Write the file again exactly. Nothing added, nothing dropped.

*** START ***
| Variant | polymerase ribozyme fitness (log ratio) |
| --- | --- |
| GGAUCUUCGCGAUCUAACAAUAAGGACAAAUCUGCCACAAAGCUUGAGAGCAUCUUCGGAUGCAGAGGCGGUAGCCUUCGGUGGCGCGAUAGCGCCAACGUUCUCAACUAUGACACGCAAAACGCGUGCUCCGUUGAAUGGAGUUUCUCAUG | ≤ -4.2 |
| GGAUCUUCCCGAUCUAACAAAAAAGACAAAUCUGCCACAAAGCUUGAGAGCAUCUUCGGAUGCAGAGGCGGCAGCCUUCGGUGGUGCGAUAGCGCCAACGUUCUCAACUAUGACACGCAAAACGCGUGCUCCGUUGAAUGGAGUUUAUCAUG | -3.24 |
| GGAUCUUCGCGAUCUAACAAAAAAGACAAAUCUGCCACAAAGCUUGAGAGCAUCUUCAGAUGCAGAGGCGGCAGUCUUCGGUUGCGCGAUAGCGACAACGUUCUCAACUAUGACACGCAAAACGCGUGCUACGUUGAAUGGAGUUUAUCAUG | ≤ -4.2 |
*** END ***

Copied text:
| Variant | polymerase ribozyme fitness (log ratio) |
| --- | --- |
| GGAUCUUCGCGAUCUAACAAUAAGGACAAAUCUGCCACAAAGCUUGAGAGCAUCUUCGGAUGCAGAGGCGGUAGCCUUCGGUGGCGCGAUAGCGCCAACGUUCUCAACUAUGACACGCAAAACGCGUGCUCCGUUGAAUGGAGUUUCUCAUG | ≤ -4.2 |
| GGAUCUUCCCGAUCUAACAAAAAAGACAAAUCUGCCACAAAGCUUGAGAGCAUCUUCGGAUGCAGAGGCGGCAGCCUUCGGUGGUGCGAUAGCGCCAACGUUCUCAACUAUGACACGCAAAACGCGUGCUCCGUUGAAUGGAGUUUAUCAUG | -3.24 |
| GGAUCUUCGCGAUCUAACAAAAAAGACAAAUCUGCCACAAAGCUUGAGAGCAUCUUCAGAUGCAGAGGCGGCAGUCUUCGGUUGCGCGAUAGCGACAACGUUCUCAACUAUGACACGCAAAACGCGUGCUACGUUGAAUGGAGUUUAUCAUG | ≤ -4.2 |